Owen, Charles (DNB00)

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OWEN, CHARLES D.D. (d. 1746), presbyterian minister, was a younger brother of James Owen (1654–1706) [q. v.] He succeeded Peter Aspinwall (d. June 1696, aged 60) as minister of Cairo Street Chapel, Warrington, Lancashire, and first appears at the ‘general meeting’ of Lancashire ministers held at Bolton on 13 April 1697. He was a member of the Warrington classis, and acted as moderator at Liverpool on 22 April 1719 and 8 Nov. 1721. He educated, or partly educated, students for the ministry, desisting for a time owing to the Schism Bill of 1714, but resuming later. His academy, though small, had considerable reputation; as it was not supported by the presbyterian fund, it is probable that he did not teach theology. Among his pupils (1733) was Job Orton [q. v.] On 8 Nov. 1728 he received the diploma of D.D. from the Edinburgh University, together with Isaac Watts and others. This was probably a tribute to his treatise on redemption (1723). Owen, however, is remembered rather as a political dissenter than as a theological writer. On the death of Queen Anne (1714) he published a sermon, the spirit of which is sufficiently indicated by the text (1 Kings, xvi. 20). His ‘Plain Dealing’ (1715) was the subject of an indictment; and, though no conviction followed, he was mulcted in heavy expenses. Most of his subsequent political publications were anonymous, but their authorship was well known, and Owen was regarded as a pillar of the Hanoverian cause in the north of England during the period which followed the rebellion of 1715. He had no love for quakers. He maintained a large congregation at Warrington for nearly fifty years, and died on 17 Feb. 1746. His funeral sermon was preached by his nephew, Josiah Owen [q. v.] His son John (d. 1775) is often described as his successor; but he was minister at Wharton, Lancashire, though living in Warrington. Owen's successor at Warrington was John Seddon (1725–1770) [q. v.]

He published, besides funeral sermons for Thomas Risley (1716) and Mary Lythgow (reprinted 1758), and other single sermons: 1. ‘Some Account of the Life and Writings of … James Owen,’ &c., 1709, 12mo. 2. ‘The Scene of Delusions. … Historical Account of Prophetick Impostures,’ &c., 1712, 12mo; translated into German, Leipzig, 1715; answered in 1723 by John Lacy (fl. 1737) [q. v.] 3. ‘Hymns Sacred to the Lord's Table. Collected and Methodiz'd,’ &c., Leverpoole, 1712, 8vo (the first book known to have been printed in Liverpool). 4. ‘Donatus Redivivus; or a Reprimand to a Modern Church-Schismatick,’ &c., 1714, 8vo; reprinted, with the title ‘Rebaptization Condemned,’ &c., 1716, 8vo (an attack on two clergymen who had rebaptised a conforming dissenter). 5. ‘The Amazon Disarm'd,’ &c., 1714, 8vo (defence of No. 4 against a reply by Jane Chorlton). 6. ‘Plain Dealing; or Separation without Schism,’ &c., 1715, 8vo; 12th ed., 1727, 8vo. 7. ‘The Validity of the Dissenting Ministry,’ &c., 1716, 8vo. 8. ‘A Vindication of Plain Dealing from … two Country Curates,’ &c., 1716, 8vo (anon.). 9. ‘Plain Dealing and its Vindication Defended,’ &c., 1716, 8vo (anon.). 10. ‘The Dissenting Ministry still Valid,’ &c., 1716, 8vo (anon.) (in defence of James Owen's ‘History of Ordination,’ 1709). 11. ‘The Jure Divino Woe,’ &c., 1717, 8vo (thanksgiving sermon at Manchester on anniversary of battle of Preston, 14 Nov. 1715, with appendix). 12. ‘Plain Reasons (1) For Dissenting … (2) Why Dissenters are not … guilty of Schism,’ &c., 1717, 8vo (anon.); 23rd ed., 1736, 8vo. 13. ‘The Dissenters' Claim … for Civil Offices,’ &c., 1717, 8vo (anon.). 14. ‘The Danger of the Church and Kingdom from Foreigners,’ &c., 1721, 8vo (anon.). 15. ‘The Wonders of Redeeming Love,’ &c., 1723, 12mo; abridged as ‘Meditations on the Incarnation,’ &c. (Rel. Tract Soc.), 1830, 12mo. 16. ‘An Alarm to Protestant Princes and People,’ &c., 1725, 8vo (anon.). 17. ‘Religious Gratitude; Seven Practical Discourses,’ 1731, 12mo. 18. ‘An Essay towards the Natural History of Serpents,’ &c., 1742, 4to. Posthumous was 19. ‘The Character and Conduct of Ecclesiastics in Church and State,’ &c., Shrewsbury, 1768, 12mo (edited by F[rancis] B[oult]). He also edited ‘The Validity of the Dissenting Ministry’ and other posthumous works of his brother, James Owen.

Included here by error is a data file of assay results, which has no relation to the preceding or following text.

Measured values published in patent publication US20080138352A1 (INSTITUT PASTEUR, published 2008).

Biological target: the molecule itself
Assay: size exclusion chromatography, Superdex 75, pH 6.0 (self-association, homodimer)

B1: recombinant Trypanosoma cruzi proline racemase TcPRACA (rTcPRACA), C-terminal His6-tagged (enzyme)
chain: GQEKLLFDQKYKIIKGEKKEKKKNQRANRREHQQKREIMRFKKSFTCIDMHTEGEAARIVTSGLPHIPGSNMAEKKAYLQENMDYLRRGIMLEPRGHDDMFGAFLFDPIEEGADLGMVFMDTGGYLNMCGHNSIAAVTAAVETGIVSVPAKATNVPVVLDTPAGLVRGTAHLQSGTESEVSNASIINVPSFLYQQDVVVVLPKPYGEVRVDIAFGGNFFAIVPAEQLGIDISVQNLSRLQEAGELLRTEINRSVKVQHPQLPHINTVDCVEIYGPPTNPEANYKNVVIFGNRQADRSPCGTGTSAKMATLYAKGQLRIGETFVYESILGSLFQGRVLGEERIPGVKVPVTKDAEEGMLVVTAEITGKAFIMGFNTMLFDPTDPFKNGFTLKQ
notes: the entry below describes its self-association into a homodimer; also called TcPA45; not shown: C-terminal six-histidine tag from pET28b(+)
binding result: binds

[Funeral Sermon by Josiah Owen, 1746; Orton's Letters, 1806, i. 159; Williams's Life of Matthew Henry, 1828, pp. 143 seq., 263; Bogue and Bennett's Hist. of Dissenters, 1833, ii. 224; Autobiography of William Stout, 1851, pp. 39 seq.; Beamont's Jacobite Trials (Chetham Soc.), 1852, p. 53; Notes and Queries, 19 Nov. 1853 p. 492, 31 Jan. 1874 pp. 90 seq., 1 May 1875 p. 355, 17 Feb. 1894 p. 135; Cat. of Edinburgh Graduates, 1858, p. 239; Transactions of Hist. Soc. Lanc. and Cheshire, 1861, p. 121; Halley's Lancashire, 1869, ii. 321 seq., 351; Turner's Nonconformist Register, 1881, p. 85; Minutes of Manchester Presbyterian Classis (Chetham Soc.), 1891, iii. 358 seq.; Nightingale's Lancashire Nonconformity [1892], iv. 214 seq.; manuscript Minutes of Warrington Classis (1719–22) in Renshaw Street Chapel Library, Liverpool.]

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